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Unsecured IP Cameras Accessible To Everyone 146

Posted by CmdrTaco
from the big-brother-is-you dept.
Orome1 writes "In the last couple of decades, we have become so accustomed to the idea that the public portion of our everyday life is watched and recorded — in stores, on the street, in institutions — that we often don't even notice the cameras anymore. Analog surveillance systems were difficult to hack into by people who lacked the adequate knowledge, but IP cameras — having their own IPs — can be quite easily physically located and their stream watched in real-time by anyone who has a modicum of computer knowledge and knows what to search for on Google."
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Unsecured IP Cameras Accessible To Everyone

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  • Cameras Everywhere (Score:5, Interesting)

    by NReitzel (77941) on Tuesday January 18, 2011 @04:01PM (#34919664) Homepage

    At the University where I work, there are cameras in all of the lobby areas and in many of the labs. They are publicly accessible, for the most part - non-port 22 but otherwise unsecured. However, because the University wants to be able to use the pictures in legal proceedings, all the camera areas are clearly marked with "Video Surveillance" stickers.

    I can't speak for anyone else, but it's not that hard to just not do funky things in these areas.

    Yes, it intrudes on my sphere, but I have no expectation of privacy at work, or on the street. If I want to do something private, I go somewhere private. It's not that much of a burden, at least to me.

  • by cusco (717999) <brian@bixby.gmail@com> on Tuesday January 18, 2011 @04:27PM (#34919892)
    Just an FYI, as someone who does this for a living, most of our competition leaves their cameras at the factory default usernames and passwords. Try root, admin or Admin as usernames, and root, admin, pass, 1234, 12345 or just plain blank as passwords. Some of the manufacturers are getting a clue and requiring a password be created on first login in the newer firmware, but most of these bozos are just putting in the old factory default again.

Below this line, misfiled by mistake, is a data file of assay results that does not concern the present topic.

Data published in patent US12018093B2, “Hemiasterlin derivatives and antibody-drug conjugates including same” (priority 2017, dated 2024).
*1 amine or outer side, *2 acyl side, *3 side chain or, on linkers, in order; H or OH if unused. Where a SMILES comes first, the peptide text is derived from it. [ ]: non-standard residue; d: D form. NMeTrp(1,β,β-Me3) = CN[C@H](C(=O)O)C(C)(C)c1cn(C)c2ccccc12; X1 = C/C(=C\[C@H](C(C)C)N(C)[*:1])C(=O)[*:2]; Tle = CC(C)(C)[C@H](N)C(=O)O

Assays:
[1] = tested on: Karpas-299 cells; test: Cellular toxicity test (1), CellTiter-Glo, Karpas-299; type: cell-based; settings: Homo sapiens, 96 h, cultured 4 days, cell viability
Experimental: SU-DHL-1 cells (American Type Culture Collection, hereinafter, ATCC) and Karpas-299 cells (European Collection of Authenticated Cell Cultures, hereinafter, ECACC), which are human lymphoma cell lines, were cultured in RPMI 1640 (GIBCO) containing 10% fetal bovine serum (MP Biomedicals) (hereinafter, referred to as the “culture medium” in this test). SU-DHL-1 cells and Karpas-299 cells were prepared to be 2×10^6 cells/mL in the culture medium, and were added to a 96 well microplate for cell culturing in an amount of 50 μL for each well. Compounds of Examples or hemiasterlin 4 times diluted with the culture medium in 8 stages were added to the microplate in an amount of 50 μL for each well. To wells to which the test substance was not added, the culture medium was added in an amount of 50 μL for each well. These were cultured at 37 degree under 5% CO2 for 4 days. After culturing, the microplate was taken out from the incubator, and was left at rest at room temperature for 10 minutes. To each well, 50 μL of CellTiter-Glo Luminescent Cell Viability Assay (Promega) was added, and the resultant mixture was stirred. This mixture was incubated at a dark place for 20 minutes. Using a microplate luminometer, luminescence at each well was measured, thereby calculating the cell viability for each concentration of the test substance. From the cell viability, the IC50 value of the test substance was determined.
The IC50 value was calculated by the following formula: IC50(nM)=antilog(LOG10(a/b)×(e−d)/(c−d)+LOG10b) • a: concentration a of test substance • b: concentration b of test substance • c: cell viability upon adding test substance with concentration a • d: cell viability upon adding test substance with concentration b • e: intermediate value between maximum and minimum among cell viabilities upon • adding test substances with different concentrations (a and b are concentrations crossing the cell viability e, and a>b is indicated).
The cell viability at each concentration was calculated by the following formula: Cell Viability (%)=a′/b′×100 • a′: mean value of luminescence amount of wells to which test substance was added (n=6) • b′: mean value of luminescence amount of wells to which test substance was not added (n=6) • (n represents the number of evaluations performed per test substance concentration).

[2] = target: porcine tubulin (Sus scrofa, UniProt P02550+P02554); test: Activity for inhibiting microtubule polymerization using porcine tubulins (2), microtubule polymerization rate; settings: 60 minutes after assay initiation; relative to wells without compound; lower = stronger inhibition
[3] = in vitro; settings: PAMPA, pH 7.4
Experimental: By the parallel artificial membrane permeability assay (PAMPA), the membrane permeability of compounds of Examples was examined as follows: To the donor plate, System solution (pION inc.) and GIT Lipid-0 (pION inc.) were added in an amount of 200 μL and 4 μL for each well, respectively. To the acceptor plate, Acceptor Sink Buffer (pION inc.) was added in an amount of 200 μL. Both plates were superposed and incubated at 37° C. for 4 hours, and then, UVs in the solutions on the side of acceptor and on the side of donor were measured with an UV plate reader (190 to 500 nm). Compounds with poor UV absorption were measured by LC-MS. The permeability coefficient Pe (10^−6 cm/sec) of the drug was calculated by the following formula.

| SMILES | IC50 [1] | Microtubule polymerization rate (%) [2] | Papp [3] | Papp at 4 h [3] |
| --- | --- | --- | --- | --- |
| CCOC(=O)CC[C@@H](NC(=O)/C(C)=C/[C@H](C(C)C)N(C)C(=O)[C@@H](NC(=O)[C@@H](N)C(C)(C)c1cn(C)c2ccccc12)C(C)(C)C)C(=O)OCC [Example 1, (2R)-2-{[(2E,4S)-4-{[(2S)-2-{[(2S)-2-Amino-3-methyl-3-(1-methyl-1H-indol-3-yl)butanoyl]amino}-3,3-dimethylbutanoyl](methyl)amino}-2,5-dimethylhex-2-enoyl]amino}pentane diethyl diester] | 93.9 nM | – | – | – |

Glad I work for one of the few security companies that doesn't have its head up its collective ass. I'd really hate working for one of the Big Three.
  • by Anonymous Coward on Tuesday January 18, 2011 @04:30PM (#34919928)

    In 2011 I would expect to see a mashup showing a map with all the locations of the IP addresses that allows you to click and view

  • Re:Nice one (Score:5, Interesting)

    by cusco (717999) <brian@bixby.gmail@com> on Tuesday January 18, 2011 @05:11PM (#34920302)
    Does it in any way effect the operation of the camera or of the security system attached to it?

    Actually it does. Most cameras have a limit of how many simultaneous connections are allowed. Exceed that limit and the owner might have to reboot the camera in order to access their own video feed. Bad news if that camera's looking at the door of your emergency room or your unmanned warehouse half a continent away.
  • by hedwards (940851) on Tuesday January 18, 2011 @05:36PM (#34920564)
    Because then they can figure out ways of obscuring themselves more effectively. Which is the problem, additionally you frequently run into dome cameras where you're not sure where exactly they're pointed. With practice you can see very quickly, but it's a bit of a risk.

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